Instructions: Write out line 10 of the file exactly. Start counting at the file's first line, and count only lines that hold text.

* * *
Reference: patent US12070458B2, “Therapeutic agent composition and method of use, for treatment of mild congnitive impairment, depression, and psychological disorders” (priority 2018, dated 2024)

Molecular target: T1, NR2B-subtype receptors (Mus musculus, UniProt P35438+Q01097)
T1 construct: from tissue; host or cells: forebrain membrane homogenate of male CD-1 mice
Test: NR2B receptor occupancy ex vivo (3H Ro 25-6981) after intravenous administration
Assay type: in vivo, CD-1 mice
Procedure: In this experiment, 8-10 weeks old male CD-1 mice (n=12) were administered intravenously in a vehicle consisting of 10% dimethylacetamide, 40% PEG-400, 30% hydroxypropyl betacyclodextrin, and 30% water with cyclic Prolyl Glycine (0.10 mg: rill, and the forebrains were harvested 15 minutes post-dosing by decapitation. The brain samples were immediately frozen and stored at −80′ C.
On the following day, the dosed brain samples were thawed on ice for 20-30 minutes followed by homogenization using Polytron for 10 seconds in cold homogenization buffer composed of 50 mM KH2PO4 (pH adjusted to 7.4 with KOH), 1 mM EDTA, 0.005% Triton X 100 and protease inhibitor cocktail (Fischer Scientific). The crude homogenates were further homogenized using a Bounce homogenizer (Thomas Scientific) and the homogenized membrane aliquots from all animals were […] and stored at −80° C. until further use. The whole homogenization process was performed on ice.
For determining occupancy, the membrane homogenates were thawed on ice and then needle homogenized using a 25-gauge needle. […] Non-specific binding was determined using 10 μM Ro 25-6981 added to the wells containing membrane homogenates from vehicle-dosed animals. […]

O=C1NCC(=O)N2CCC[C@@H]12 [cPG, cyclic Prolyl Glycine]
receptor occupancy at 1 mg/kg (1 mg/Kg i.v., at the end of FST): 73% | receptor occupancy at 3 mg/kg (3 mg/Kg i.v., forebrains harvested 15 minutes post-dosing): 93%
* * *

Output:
receptor occupancy at 1 mg/kg (1 mg/Kg i.v., at the end of FST): 73% | receptor occupancy at 3 mg/kg (3 mg/Kg i.v., forebrains harvested 15 minutes post-dosing): 93%